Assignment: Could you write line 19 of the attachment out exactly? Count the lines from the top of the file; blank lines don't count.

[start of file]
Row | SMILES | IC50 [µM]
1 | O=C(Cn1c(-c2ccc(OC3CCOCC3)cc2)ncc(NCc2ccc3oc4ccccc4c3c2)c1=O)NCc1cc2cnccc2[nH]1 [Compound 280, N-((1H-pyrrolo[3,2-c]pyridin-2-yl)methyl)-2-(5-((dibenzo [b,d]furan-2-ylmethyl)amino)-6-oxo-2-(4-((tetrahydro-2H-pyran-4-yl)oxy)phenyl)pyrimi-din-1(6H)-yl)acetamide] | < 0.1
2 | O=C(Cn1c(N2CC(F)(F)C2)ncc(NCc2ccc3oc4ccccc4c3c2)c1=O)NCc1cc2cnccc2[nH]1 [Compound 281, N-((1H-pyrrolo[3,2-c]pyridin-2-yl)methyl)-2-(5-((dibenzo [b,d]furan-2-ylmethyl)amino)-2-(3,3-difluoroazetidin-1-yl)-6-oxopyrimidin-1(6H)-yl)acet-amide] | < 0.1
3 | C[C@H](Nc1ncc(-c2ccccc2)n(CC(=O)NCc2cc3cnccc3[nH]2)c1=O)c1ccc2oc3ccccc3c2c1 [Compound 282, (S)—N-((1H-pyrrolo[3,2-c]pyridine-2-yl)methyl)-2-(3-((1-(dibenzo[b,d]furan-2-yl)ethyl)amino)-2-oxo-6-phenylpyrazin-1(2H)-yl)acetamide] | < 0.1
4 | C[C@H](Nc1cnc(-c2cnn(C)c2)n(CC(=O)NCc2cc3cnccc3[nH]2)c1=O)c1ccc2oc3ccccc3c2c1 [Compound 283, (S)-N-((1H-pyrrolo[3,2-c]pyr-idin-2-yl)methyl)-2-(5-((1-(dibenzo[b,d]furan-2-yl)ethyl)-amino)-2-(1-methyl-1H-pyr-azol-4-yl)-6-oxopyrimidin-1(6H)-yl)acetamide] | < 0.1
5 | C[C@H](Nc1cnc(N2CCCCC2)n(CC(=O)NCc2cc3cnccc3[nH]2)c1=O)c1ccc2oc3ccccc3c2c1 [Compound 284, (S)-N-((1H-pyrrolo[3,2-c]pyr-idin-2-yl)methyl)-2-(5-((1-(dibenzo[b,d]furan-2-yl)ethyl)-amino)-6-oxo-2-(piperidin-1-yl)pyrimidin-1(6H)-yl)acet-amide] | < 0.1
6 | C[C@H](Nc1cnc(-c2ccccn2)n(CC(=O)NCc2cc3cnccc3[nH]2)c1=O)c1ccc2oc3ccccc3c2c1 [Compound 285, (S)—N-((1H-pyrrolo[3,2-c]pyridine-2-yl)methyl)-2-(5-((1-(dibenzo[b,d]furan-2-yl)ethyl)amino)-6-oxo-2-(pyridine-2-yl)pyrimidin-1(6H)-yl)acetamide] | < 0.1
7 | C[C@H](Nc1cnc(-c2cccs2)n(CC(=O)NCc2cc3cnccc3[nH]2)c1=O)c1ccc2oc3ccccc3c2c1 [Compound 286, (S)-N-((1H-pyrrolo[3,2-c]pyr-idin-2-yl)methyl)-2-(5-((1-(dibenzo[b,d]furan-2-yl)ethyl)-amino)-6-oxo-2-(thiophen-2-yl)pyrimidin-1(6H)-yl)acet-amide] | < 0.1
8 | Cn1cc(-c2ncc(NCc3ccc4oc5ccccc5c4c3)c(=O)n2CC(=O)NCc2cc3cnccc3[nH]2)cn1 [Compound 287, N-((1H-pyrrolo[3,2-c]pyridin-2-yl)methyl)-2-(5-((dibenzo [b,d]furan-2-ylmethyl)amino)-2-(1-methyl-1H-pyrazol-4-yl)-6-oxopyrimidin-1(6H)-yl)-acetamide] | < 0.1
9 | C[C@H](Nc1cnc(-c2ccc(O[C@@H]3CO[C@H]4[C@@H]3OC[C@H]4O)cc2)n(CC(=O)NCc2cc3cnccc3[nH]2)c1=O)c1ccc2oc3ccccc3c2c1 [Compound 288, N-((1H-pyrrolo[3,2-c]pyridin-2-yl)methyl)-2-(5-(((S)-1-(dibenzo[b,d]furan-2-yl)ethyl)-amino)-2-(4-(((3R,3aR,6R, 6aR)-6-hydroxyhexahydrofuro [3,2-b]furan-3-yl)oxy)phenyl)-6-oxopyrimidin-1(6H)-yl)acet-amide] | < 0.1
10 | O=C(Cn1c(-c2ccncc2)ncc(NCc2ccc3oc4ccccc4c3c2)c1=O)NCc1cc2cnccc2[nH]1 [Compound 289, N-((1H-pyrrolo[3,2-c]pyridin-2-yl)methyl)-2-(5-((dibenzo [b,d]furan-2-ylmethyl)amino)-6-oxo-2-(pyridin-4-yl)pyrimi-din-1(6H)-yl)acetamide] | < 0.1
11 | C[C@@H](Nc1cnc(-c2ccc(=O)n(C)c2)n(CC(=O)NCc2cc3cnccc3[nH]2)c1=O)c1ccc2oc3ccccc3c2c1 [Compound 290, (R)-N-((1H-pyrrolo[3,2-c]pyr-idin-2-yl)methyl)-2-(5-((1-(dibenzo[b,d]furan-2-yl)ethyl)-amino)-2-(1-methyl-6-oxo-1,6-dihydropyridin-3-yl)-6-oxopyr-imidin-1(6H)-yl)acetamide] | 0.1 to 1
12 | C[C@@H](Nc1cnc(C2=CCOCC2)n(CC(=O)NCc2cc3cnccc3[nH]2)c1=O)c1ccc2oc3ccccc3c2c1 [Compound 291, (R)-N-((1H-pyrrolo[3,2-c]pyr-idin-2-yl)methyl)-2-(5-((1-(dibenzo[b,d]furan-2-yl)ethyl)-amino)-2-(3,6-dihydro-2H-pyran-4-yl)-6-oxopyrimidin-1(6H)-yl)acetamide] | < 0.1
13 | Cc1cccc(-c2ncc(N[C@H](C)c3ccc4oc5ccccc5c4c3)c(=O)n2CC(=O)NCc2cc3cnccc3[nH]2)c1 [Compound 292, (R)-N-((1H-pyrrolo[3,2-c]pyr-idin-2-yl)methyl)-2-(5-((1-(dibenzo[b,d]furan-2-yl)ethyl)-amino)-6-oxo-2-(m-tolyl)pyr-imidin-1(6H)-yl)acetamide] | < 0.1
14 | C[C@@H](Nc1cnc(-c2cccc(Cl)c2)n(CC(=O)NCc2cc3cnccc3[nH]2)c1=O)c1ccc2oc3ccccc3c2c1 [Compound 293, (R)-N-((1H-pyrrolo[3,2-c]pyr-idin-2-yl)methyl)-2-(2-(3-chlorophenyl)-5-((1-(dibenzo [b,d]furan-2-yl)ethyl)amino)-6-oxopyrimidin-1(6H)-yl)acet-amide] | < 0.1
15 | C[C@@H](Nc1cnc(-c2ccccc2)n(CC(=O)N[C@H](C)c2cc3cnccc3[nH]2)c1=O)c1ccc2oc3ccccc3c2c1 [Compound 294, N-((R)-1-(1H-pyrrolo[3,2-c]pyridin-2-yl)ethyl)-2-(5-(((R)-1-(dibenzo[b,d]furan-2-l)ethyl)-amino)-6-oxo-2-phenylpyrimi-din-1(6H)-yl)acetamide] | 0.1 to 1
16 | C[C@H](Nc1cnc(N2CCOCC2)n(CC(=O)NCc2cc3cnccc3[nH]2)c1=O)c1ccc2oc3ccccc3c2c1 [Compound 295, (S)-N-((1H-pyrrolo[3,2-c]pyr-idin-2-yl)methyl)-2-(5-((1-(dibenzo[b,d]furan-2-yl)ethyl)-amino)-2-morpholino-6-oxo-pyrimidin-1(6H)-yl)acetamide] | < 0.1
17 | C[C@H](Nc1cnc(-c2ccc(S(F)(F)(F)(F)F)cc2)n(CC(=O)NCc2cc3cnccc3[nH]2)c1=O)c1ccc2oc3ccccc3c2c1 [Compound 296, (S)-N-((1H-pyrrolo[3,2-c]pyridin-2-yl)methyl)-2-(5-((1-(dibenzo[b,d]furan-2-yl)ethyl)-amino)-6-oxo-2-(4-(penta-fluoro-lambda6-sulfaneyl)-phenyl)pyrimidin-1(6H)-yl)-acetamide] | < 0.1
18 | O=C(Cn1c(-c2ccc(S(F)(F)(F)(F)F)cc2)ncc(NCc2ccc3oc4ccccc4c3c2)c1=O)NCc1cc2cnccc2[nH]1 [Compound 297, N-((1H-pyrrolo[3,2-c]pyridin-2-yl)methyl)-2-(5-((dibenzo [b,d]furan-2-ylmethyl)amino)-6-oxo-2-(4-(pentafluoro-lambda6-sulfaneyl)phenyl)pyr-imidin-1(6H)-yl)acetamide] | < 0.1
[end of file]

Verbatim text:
18 | O=C(Cn1c(-c2ccc(S(F)(F)(F)(F)F)cc2)ncc(NCc2ccc3oc4ccccc4c3c2)c1=O)NCc1cc2cnccc2[nH]1 [Compound 297, N-((1H-pyrrolo[3,2-c]pyridin-2-yl)methyl)-2-(5-((dibenzo [b,d]furan-2-ylmethyl)amino)-6-oxo-2-(4-(pentafluoro-lambda6-sulfaneyl)phenyl)pyr-imidin-1(6H)-yl)acetamide] | < 0.1